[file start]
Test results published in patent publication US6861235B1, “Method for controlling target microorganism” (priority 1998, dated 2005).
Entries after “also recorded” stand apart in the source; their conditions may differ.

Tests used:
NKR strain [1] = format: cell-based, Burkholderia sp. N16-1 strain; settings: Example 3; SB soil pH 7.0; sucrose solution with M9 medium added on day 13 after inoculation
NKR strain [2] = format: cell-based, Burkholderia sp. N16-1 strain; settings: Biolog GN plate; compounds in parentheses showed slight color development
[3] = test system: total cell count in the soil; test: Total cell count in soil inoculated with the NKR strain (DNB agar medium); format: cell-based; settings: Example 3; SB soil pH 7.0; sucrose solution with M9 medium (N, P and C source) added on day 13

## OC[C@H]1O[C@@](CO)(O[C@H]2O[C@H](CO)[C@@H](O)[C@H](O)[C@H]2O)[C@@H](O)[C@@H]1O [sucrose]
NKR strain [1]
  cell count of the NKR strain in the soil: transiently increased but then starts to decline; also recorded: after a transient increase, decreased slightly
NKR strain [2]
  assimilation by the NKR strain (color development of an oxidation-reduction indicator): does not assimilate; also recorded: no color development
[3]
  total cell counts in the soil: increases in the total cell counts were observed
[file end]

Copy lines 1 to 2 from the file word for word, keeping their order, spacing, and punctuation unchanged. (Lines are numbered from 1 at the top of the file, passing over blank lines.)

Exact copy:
Test results published in patent publication US6861235B1, “Method for controlling target microorganism” (priority 1998, dated 2005).
Entries after “also recorded” stand apart in the source; their conditions may differ.